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Fast & Furious in space ‘not out out of the question,’ says writer

Even in space, family is everything

Dom (Vin Diesel) at the wheel of his Dodge Charger Universal Pictures
Russ Frushtick is the director of special projects, and he has been covering the world of video games and technology for over 15 years. He co-founded Polygon in 2012.

The Fast and the Furious franchise steps into uncharted territory next week with its first spin-off: Hobbs & Shaw, featuring The Rock and Jason Statham. Nine movies into a franchise known for pushing the boundaries and you begin to get into issues of one-upmanship. Just the last movie featured two of the most ridiculous stunts we’ve seen: hundreds of self-driving cars crashing through a city and a submarine bursting through the ice while chasing Dom and his friends. That’s not to mention the hidden tanks and bank vault chases of yesteryear. So where do you take things from there?

Chris Morgan has written every Fast and the Furious movie since Tokyo Drift in 2006. He is intimately familiar with the challenge of needing to push the boundaries. But, in an interview with Polygon, he did explain that there are rules he’s unwilling to break when it comes to the outrageousness of his stunts.

“I have one internal regulator on all this stuff,” said Morgan. “I’m a big action guy and a big action fan and I love physics too, by the way. I think the limiter for me is that we will bend to physics and never outright break it-break it. So how do you determine that? Well, for me, while you’re watching the movie and while you’re watching the action sequence, does something happen that’s so physically impossible or absurd that it breaks faith with the audience? That you suddenly can no longer enjoy the movie and you don’t care about the characters because of that breakage”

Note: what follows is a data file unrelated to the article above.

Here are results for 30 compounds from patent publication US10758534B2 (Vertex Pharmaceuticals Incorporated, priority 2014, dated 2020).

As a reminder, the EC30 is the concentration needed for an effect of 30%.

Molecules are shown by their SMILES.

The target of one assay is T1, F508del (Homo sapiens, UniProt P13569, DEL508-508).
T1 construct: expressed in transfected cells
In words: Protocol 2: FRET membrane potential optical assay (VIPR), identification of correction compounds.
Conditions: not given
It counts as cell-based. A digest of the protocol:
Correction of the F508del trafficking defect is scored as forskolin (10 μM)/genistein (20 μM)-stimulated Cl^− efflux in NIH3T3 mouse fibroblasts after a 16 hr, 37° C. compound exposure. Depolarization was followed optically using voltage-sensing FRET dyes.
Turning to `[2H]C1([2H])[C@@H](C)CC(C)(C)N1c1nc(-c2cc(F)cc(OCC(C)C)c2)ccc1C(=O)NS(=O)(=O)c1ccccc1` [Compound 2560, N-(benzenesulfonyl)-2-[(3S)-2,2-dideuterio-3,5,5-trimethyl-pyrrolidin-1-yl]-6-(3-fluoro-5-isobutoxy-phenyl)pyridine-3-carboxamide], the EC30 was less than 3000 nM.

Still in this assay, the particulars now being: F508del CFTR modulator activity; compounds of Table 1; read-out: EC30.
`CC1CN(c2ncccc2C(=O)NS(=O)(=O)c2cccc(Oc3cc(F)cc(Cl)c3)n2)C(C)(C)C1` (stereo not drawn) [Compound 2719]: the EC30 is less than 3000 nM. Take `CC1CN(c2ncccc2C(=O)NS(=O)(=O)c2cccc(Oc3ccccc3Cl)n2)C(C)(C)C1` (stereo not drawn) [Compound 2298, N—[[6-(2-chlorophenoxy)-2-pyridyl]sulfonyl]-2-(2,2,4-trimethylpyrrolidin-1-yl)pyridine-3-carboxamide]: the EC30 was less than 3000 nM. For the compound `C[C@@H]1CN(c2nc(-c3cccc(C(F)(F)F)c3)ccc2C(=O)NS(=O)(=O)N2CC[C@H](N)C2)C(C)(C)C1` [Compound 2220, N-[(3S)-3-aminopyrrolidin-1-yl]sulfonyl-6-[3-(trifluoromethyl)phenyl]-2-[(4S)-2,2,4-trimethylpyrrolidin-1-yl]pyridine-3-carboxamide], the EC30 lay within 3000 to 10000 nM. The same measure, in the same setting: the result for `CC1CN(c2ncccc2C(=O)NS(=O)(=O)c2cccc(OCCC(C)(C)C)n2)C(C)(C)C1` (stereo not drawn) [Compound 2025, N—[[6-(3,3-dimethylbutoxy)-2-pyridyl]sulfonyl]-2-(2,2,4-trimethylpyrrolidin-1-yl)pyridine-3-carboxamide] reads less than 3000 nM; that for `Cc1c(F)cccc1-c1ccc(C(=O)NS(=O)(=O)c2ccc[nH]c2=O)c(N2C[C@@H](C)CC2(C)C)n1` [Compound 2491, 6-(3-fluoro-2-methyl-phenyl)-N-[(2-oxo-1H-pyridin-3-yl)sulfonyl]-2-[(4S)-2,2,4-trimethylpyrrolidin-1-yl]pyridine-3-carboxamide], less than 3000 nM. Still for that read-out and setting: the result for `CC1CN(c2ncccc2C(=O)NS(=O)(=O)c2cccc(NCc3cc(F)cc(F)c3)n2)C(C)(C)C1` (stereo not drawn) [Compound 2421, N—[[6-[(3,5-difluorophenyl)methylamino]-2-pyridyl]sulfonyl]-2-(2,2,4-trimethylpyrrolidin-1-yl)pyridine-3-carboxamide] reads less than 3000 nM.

Morgan went on to talk about a scene from Fast & Furious 6, where Han (Sun Kang) and Gisele (Gal Gadot) are chasing a massive plane down a runway.

A number of, well, math nerds (and we mean that in the nicest possible way) have tried calculating the length that the runway would have to be to make the stunt possible, with many estimations hovering around 25 miles.

“[That’s] something fun to think about on the ride home,” says Morgan. “But during the moment were people thinking: do they really want to bring that plane down? Are they worried about Han, Gisele, and everybody? I think they are. That means that it’s a good candidate for a set piece. So we’re pretty strict on that. I would say nothing is off limits as long as we can stay on the right side of keeping the audience engaged.”

Which raises the question, could we ever see a space-based Fast and the Furious movie, akin to James Bond’s Moonraker?

“Nothing’s out of the question,” says Morgan. “Absolutely nothing. It just has to be cool and it has to be good. You know, that’s the thing.”